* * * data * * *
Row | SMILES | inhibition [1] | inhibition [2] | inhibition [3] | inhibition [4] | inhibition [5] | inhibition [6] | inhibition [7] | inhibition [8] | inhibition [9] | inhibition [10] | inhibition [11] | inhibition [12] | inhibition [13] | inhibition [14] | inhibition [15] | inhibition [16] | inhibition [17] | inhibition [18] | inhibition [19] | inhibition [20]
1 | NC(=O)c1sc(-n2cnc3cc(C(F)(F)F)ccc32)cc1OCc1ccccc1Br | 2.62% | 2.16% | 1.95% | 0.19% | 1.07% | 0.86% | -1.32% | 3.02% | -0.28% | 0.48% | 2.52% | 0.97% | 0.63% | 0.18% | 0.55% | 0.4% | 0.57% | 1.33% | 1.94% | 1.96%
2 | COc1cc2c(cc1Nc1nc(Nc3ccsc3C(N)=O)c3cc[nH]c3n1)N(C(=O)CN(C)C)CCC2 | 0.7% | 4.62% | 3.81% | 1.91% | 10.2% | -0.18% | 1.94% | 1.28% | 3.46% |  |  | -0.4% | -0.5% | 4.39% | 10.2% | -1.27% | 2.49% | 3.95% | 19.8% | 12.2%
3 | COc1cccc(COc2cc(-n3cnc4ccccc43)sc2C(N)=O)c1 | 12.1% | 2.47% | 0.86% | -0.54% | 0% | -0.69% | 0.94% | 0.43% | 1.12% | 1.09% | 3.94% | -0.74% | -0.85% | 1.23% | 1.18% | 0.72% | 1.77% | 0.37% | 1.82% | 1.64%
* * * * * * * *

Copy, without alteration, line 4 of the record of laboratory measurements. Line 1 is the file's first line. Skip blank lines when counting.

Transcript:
3 | COc1cccc(COc2cc(-n3cnc4ccccc43)sc2C(N)=O)c1 | 12.1% | 2.47% | 0.86% | -0.54% | 0% | -0.69% | 0.94% | 0.43% | 1.12% | 1.09% | 3.94% | -0.74% | -0.85% | 1.23% | 1.18% | 0.72% | 1.77% | 0.37% | 1.82% | 1.64%